SE Powell & 39th, 1935

There’s still a gas station on the northeast corner of SE Powell & 39th but that’s about all this scene shares with today’s view. We’re looking east on Powell here. The trees in the center distance, south side of the road, are at Creston City Park.

(City of Portland Archives)

14 thoughts on “SE Powell & 39th, 1935

  1. Used to buy gas from that gas station, and cigarettes. The gas was 27 cents a gallon and the cigarettes were 27 cents a pack…..can you imagine?

  2. I like the reflection of the man in the doorway glass. Is he crossing the street off-camera to the right? Is he carrying something or is that an illusion? What does the sign behind his head say?

  3. Dan, I don’t see the man as a reflection. I initially thought he was inside the station looking out towards the camera. It looks like he is holding his hat (a fedora?). You could be right though, the image may be a reflection.

    The larger version of the image puts me in mind of certain scary movies. The ghostly visage of a long-dead human being making personal eye contact across the mists of time.

  4. I think he’s wearing a fedora, but it’s hard to tell. My impression is he’s crossing the street in front of a car and the headlight or hubcap is reflecting too. But I can also see him inside behind the glass too. Spooky indeed!

  5. Id say the man is a reflection for 2 reasons. One, if he is inside the store looking out he is VERY short and two, the overlay of something inside the store over his face. The sign behind him is inside the store as the letters are the right way round. . I do wonder where he is standing to show up that size reflection in the window. About where the photographer must be, I would think.

  6. Also, the guy (?) sitting on the bench next to the station kinda looks like a manequin, which takes the creepiness to a whole new level. My guess is the reflected guy is the photographers assistant, but why or how his face is totally obscured is hard to understand.

  7. I think the guy in the window is inside the shop. What partially obscures his face is a reflection of the street signs that are behind the telephone pole (you can see the shadow of the sign post on the sidewalk). With the angle of the door, it would not be reflecting anything near the photographer, it would reflect something that should be within the field of the photo.

  8. I’m beginning to think the man is inside the shop also. The sun is coming from the south, directly across Powell and it’s hitting the man at exactly that same angle, even his lapel is casting a shadow on his right chest area. If he was crossing the street, his whole front would be in shadow. The sign, probably inside also as Roxanne pointed out, might say “Hudson for 1940″ or some such.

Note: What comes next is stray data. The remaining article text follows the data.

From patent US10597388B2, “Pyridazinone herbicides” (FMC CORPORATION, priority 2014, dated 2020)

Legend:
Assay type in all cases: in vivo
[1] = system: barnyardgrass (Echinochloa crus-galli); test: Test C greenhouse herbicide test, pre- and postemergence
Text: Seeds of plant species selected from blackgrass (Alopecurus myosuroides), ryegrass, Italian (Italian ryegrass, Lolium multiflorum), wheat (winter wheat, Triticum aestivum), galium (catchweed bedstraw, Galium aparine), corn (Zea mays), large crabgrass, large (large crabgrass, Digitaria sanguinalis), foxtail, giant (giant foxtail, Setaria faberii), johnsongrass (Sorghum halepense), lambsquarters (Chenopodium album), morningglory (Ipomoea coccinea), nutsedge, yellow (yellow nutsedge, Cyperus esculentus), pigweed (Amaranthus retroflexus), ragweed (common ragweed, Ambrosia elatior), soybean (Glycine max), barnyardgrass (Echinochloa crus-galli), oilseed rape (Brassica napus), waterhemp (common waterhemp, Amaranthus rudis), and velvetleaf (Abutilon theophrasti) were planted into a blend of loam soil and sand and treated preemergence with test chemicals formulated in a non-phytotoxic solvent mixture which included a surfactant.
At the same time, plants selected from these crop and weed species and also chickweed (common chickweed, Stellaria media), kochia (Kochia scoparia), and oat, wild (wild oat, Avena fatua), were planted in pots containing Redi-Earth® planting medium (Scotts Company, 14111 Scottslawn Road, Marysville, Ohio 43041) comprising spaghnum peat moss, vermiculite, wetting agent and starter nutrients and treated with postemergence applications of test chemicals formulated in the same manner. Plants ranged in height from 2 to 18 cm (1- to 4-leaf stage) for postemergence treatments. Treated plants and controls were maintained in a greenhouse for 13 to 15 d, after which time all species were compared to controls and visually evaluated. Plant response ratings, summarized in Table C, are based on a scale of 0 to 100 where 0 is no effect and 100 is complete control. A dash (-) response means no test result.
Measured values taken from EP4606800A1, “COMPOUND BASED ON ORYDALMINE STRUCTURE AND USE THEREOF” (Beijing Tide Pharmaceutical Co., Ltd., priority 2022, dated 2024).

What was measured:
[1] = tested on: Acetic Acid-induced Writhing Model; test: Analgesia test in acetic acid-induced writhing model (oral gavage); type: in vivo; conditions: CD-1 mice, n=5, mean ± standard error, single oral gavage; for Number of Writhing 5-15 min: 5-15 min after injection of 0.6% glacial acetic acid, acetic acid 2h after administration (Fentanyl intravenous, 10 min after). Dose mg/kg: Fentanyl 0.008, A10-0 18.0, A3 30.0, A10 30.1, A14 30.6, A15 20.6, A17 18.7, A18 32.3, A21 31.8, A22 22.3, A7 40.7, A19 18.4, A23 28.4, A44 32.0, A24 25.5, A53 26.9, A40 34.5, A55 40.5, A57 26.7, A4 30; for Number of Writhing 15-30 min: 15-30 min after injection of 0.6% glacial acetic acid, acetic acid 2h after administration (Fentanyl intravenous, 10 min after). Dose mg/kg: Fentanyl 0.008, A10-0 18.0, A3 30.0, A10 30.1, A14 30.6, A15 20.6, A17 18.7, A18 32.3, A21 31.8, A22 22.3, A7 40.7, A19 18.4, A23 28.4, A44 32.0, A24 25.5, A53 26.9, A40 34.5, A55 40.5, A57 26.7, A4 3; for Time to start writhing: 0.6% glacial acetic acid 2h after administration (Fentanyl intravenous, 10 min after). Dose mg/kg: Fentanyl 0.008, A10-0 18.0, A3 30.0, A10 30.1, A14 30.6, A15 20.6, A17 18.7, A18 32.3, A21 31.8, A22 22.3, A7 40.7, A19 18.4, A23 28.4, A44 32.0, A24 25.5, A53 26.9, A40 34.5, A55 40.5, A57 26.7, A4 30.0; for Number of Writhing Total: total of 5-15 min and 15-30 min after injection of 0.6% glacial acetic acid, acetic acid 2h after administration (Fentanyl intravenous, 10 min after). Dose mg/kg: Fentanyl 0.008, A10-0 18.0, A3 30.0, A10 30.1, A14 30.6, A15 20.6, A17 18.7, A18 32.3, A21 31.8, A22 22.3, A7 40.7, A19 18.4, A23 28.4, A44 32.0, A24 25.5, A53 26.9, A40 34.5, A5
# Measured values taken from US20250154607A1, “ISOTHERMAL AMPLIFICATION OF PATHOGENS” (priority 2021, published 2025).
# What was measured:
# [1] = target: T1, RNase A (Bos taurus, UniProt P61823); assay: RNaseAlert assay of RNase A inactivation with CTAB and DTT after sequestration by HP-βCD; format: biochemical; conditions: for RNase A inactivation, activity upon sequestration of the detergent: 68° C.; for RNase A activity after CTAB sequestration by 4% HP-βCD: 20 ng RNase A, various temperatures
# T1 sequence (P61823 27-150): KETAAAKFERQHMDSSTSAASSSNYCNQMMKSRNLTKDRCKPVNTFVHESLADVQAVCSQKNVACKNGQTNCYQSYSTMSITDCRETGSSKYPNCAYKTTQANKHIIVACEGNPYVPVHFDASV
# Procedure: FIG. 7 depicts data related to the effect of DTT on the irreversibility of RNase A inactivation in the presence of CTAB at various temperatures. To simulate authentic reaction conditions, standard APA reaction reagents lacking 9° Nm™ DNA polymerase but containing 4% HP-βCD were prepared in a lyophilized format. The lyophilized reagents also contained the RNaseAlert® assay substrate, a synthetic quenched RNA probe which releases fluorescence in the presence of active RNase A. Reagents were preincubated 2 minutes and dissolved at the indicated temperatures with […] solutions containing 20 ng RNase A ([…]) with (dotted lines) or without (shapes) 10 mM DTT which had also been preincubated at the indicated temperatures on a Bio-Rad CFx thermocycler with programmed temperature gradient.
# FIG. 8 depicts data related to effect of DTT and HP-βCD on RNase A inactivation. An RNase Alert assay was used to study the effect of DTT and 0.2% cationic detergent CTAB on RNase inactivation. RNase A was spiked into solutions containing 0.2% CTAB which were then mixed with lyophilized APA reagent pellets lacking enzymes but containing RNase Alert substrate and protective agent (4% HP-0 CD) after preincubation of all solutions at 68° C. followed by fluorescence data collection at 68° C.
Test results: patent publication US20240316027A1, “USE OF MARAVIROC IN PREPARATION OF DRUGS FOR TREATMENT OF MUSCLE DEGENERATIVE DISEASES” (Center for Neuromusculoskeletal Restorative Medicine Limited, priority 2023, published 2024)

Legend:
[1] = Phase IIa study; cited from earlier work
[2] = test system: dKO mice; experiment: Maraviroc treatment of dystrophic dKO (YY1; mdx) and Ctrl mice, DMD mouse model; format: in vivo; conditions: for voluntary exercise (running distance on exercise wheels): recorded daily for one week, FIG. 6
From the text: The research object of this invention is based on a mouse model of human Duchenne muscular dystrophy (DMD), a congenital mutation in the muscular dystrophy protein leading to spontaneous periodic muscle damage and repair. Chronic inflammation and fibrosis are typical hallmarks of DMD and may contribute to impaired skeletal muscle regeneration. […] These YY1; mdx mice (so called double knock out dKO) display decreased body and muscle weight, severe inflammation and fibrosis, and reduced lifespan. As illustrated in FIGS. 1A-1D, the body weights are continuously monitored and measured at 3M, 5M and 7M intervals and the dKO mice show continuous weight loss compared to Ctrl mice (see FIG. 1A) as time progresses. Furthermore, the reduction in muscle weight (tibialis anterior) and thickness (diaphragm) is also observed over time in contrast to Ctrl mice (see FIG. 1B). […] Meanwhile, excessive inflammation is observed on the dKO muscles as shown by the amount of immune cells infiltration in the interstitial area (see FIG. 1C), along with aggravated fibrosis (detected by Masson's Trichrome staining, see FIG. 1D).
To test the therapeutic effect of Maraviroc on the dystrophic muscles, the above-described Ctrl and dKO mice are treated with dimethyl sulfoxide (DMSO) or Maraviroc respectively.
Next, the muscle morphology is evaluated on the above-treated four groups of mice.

9. I believe Douge is right, closer reflection says it isn’t a reflection except for the street sign. I also think Dan is right that the sign inside does say Hudson, after having run the photo thru several photo programs that alter edges and colors, but I could not make out the lower 1.2 of the sign. Did you notice the spiffy shoes the guy sitting on the bench is wearing?

  10. Right down the street, nice! Wondering if there are any shots of Gladstone & 39th-ish around this time or maybe a little later, when the trolley coach was running? In particular, the old grocery store building at the SW corner of the intersection whose great ghost signs were removed from the rear a few months back and which now sports an absolutely hideous mural on its Chavez Blvd. side…

  11. My grandmother grew up near 20th & Division, and would walk to Creston Park up Powell when she was a youth. I’m sure she probably stopped in the market a time or two. Very nice to get a sense of what she remembers.

  12. In 1941, a Safeway store would be built here at this intersection. The Safeway is still here to this day but it is much bigger (and taller) than it used to be. The store was previously razed and rebuilt in 1974.

  13. Who remembers the REGAL gas station that stood here, until at least the early ’80s. They used to have all the blow up toys in the window.

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